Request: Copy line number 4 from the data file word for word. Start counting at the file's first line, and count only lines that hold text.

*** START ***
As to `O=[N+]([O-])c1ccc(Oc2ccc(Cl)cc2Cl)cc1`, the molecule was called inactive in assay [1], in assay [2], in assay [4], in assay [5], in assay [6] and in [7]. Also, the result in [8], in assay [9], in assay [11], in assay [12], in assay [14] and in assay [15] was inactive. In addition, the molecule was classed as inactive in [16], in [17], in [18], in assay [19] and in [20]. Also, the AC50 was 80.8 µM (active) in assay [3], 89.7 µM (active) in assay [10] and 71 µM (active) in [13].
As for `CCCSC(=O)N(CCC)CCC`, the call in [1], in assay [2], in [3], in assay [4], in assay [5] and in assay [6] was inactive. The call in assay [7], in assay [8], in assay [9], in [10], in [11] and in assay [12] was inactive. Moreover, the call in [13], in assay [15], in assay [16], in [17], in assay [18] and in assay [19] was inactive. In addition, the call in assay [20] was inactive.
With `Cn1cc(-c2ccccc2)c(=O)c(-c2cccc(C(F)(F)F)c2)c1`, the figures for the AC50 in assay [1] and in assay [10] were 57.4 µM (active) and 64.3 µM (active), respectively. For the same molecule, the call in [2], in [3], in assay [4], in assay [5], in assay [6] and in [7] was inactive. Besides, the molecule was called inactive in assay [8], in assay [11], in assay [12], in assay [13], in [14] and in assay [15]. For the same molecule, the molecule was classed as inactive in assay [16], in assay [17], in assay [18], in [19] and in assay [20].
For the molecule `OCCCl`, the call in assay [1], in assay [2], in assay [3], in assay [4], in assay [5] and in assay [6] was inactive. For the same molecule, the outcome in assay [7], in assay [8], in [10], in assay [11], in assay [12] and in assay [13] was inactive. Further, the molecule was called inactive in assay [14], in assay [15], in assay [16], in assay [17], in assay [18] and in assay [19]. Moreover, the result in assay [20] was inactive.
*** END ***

For the molecule `OCCCl`, the call in assay [1], in assay [2], in assay [3], in assay [4], in assay [5] and in assay [6] was inactive. For the same molecule, the outcome in assay [7], in assay [8], in [10], in assay [11], in assay [12] and in assay [13] was inactive. Further, the molecule was called inactive in assay [14], in assay [15], in assay [16], in assay [17], in assay [18] and in assay [19]. Moreover, the result in assay [20] was inactive.